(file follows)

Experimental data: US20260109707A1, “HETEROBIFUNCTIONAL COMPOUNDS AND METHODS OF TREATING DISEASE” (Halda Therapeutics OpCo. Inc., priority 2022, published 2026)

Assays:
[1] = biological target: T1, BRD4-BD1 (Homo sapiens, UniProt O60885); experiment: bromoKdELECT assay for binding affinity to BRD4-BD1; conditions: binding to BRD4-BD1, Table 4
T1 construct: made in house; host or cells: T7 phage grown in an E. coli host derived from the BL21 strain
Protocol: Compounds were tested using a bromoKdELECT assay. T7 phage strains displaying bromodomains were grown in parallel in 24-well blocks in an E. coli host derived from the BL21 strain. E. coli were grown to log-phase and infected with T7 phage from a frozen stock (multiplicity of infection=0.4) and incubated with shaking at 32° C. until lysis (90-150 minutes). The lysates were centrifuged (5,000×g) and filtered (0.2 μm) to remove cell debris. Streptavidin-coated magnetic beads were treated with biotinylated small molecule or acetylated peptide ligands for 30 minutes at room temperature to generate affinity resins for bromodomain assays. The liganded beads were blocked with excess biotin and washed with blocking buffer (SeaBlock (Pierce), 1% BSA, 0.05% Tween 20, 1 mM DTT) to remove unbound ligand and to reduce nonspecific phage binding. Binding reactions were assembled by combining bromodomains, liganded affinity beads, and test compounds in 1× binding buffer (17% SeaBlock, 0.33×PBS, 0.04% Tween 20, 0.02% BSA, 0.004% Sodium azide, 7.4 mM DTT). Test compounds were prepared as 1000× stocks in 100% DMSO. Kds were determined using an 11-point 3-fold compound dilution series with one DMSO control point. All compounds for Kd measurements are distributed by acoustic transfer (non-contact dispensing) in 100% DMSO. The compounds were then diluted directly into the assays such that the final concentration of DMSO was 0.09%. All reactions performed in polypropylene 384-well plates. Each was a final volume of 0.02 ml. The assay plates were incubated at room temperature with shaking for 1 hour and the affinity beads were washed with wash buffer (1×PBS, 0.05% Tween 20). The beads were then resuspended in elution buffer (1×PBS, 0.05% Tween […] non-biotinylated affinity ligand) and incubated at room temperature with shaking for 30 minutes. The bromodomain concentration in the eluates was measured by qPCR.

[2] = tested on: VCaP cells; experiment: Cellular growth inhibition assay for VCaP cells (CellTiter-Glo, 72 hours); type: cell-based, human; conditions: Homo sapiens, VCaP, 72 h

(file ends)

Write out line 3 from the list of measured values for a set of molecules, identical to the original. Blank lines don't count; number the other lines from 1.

[1] = biological target: T1, BRD4-BD1 (Homo sapiens, UniProt O60885); experiment: bromoKdELECT assay for binding affinity to BRD4-BD1; conditions: binding to BRD4-BD1, Table 4